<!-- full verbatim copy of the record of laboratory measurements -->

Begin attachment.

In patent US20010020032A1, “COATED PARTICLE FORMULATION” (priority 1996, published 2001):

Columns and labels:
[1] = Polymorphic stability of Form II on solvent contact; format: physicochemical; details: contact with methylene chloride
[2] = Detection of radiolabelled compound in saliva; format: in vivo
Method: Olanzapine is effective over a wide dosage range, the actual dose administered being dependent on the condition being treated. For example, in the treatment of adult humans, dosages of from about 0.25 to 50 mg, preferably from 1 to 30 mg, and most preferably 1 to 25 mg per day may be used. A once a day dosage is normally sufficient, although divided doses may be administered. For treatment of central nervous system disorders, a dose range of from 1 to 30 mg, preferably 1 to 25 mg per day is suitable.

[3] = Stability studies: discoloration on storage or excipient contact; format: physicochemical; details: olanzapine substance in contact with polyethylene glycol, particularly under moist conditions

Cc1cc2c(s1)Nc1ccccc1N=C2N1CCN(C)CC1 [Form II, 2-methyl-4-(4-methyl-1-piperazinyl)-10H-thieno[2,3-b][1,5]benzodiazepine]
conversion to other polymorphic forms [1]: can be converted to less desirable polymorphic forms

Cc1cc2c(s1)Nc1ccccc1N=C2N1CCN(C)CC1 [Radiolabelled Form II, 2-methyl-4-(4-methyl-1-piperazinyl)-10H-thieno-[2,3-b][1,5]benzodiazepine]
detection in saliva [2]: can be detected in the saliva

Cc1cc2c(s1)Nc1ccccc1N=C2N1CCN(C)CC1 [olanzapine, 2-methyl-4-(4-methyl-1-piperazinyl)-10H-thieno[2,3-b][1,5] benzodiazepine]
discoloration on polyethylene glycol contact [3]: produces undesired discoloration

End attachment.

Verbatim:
In patent US20010020032A1, “COATED PARTICLE FORMULATION” (priority 1996, published 2001):

Columns and labels:
[1] = Polymorphic stability of Form II on solvent contact; format: physicochemical; details: contact with methylene chloride
[2] = Detection of radiolabelled compound in saliva; format: in vivo
Method: Olanzapine is effective over a wide dosage range, the actual dose administered being dependent on the condition being treated. For example, in the treatment of adult humans, dosages of from about 0.25 to 50 mg, preferably from 1 to 30 mg, and most preferably 1 to 25 mg per day may be used. A once a day dosage is normally sufficient, although divided doses may be administered. For treatment of central nervous system disorders, a dose range of from 1 to 30 mg, preferably 1 to 25 mg per day is suitable.

[3] = Stability studies: discoloration on storage or excipient contact; format: physicochemical; details: olanzapine substance in contact with polyethylene glycol, particularly under moist conditions

Cc1cc2c(s1)Nc1ccccc1N=C2N1CCN(C)CC1 [Form II, 2-methyl-4-(4-methyl-1-piperazinyl)-10H-thieno[2,3-b][1,5]benzodiazepine]
conversion to other polymorphic forms [1]: can be converted to less desirable polymorphic forms

Cc1cc2c(s1)Nc1ccccc1N=C2N1CCN(C)CC1 [Radiolabelled Form II, 2-methyl-4-(4-methyl-1-piperazinyl)-10H-thieno-[2,3-b][1,5]benzodiazepine]
detection in saliva [2]: can be detected in the saliva

Cc1cc2c(s1)Nc1ccccc1N=C2N1CCN(C)CC1 [olanzapine, 2-methyl-4-(4-methyl-1-piperazinyl)-10H-thieno[2,3-b][1,5] benzodiazepine]
discoloration on polyethylene glycol contact [3]: produces undesired discoloration